When designing a reliable servo drive control module, accuracy and protection characteristics are essential to ensure reliable operation. If these characteristics are not taken into account during the design process, it may cause wrong readings or damage to the analog-to-digital converter (ADC) or microcontroller, thereby reducing system efficiency or causing downtime.
Regarding accuracy and protection, think about penalty kicks in football. The accuracy of the shot or the goalkeeper’s performance may determine the outcome of the game.
When the servo drive has hot-side control or cold-side control, the ADC and multiplexer are used to measure the three-phase ground voltage and DC link voltage. Accuracy is the most important, it is related to whether the motor drive can have the correct torque, speed and position in the servo drive controller.
Choosing the “right” multiplexer will help prevent errors or false readings while helping to optimize system efficiency. An 8:1 single-channel multiplexer (such as TMUX1108) can provide accurate data input to the ADC with low on-resistance, low on-capacitance, and low leakage current. These features allow the MCU to get accurate feedback to achieve the correct torque, speed and positioning of the motor drive system.
In the servo drive control module, there are many situations that can cause unnecessary reverse power supply and damage the downstream of the signal chain. Overvoltage events are one of them. Applying voltage to the digital or analog interface before the entire device is powered up may also cause erroneous readings or provide input voltage when the device is turned off. In Figure 1, the analog sensor sends a 3.3V signal to the switch input when the switch is off. The 3.3V signal reversely powers the unpowered switch through the electrostatic discharge diode, and the switch is accidentally turned on.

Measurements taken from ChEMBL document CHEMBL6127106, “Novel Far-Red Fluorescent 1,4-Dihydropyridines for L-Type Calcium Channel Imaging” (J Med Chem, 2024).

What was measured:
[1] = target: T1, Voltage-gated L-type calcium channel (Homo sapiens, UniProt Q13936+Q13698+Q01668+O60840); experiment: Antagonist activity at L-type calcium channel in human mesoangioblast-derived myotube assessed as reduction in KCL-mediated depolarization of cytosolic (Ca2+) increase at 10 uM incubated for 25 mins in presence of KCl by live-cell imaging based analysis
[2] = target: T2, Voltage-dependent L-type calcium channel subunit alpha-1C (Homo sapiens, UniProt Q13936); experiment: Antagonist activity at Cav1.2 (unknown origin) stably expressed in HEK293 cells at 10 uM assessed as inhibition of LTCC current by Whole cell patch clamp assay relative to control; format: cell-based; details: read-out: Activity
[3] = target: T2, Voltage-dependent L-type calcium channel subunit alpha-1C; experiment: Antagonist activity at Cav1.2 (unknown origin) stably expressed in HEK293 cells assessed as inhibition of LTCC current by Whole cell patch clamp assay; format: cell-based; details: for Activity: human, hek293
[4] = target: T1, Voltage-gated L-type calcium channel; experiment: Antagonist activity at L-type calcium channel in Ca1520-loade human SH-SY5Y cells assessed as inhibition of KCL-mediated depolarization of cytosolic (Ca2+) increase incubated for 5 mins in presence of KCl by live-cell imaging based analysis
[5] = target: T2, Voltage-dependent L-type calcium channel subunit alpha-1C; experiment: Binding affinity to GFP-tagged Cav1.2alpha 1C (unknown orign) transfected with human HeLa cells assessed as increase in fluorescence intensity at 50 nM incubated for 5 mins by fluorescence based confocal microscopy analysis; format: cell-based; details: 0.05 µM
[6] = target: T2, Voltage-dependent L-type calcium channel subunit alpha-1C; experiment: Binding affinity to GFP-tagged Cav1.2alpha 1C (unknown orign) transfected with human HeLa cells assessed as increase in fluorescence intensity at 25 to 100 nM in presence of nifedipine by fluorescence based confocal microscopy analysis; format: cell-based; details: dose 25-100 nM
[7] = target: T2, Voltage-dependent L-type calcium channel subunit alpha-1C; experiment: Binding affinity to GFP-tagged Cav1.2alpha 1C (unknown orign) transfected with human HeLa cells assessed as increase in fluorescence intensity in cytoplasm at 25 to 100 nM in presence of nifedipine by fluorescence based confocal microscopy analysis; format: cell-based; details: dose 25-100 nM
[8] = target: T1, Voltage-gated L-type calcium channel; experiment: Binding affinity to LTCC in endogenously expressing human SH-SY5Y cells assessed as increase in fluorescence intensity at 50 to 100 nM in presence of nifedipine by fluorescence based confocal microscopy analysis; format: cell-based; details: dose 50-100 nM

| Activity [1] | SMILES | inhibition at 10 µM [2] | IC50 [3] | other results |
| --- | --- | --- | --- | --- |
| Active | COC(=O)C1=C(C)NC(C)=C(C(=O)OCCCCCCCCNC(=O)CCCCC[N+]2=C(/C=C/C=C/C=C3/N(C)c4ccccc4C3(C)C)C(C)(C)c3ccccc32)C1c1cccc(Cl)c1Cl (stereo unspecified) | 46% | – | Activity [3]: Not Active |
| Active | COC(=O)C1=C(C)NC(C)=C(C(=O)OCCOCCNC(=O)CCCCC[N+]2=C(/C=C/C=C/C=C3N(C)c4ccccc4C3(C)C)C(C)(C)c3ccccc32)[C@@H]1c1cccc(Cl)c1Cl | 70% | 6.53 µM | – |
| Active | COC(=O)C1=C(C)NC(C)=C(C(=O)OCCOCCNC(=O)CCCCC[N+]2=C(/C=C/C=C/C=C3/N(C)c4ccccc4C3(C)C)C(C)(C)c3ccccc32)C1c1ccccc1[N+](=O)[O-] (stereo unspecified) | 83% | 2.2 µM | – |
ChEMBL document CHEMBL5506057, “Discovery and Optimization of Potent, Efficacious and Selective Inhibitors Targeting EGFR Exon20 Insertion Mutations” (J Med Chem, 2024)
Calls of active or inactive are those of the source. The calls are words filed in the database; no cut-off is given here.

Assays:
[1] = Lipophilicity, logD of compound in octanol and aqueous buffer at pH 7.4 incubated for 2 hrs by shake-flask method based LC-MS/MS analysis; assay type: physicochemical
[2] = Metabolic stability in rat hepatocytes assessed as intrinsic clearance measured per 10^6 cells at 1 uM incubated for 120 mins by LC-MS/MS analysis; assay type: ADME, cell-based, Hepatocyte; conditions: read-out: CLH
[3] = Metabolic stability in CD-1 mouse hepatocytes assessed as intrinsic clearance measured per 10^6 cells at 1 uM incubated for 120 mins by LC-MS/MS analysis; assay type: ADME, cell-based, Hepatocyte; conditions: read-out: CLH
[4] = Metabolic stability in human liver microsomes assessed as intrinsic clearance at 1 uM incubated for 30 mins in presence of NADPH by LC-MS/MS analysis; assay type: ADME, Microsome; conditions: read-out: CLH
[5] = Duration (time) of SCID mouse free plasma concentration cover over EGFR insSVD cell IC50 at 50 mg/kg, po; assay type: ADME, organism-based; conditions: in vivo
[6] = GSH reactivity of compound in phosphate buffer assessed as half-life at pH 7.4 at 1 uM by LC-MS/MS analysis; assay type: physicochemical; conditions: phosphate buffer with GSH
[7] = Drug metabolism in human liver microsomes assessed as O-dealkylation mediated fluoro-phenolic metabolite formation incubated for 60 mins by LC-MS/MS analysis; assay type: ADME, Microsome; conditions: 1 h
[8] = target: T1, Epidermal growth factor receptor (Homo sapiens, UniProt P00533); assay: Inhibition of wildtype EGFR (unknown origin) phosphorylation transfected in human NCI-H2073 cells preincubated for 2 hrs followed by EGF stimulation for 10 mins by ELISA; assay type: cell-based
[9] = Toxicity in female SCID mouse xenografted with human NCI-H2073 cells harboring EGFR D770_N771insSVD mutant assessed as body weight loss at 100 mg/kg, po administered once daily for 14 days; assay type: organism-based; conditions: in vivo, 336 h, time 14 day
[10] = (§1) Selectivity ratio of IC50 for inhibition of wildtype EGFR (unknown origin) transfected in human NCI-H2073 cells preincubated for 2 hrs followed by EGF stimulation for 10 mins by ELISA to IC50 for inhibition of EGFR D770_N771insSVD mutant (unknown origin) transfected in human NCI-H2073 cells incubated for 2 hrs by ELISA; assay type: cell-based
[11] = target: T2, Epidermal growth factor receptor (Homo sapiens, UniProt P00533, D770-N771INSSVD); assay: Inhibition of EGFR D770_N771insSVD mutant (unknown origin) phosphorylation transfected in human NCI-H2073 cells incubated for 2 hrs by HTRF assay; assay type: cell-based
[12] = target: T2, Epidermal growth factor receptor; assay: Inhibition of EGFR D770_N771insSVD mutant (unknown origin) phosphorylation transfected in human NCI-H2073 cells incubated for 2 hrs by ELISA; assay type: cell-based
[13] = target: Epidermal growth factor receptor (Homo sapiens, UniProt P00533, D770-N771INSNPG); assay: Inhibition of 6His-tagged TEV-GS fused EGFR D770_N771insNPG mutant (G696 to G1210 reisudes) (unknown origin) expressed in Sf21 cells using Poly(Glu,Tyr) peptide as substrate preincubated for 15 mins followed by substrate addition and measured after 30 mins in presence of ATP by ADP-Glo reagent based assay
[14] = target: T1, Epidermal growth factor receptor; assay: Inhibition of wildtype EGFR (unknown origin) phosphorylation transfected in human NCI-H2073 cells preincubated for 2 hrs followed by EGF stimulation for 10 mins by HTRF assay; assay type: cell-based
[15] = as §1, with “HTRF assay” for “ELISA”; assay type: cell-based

Then, the useless 3.3V signal is sent out through the switch, which damages the ADC or causes an incorrect reading. When the switch is not powered on, if there is an input signal on the input/output (I/O) pin, the multiplexer with shutdown protection feature will protect downstream components without causing any unnecessary signal attenuation.
Figure 1: 3.3V signal to reverse power the multiplexer
In Figure 2, a switch with a shutdown protection feature maintains a high impedance state on the I/O pin to prevent reverse power supply, while a switch without a shutdown protection feature allows useless signals to pass.
Figure 2: Signal switch with and without shutdown protection
The 1:1 four-channel multiplexer (such as TMUX1511) has a shutdown protection feature to help ensure that the multiplexer is powered on before applying the serial peripheral interface signal at the microcontroller or ADC input . For more information on using a multiplexer to control power timing, please refer to the application manual “Using a shutdown protection signal switch to eliminate power timing.”
Finding the correct multiplexer with protection and accuracy characteristics can prevent problems in your servo drive control module or your entire system. Just like in football, the accuracy of the shot or the performance of the goalkeeper may determine the winner or loser of the game.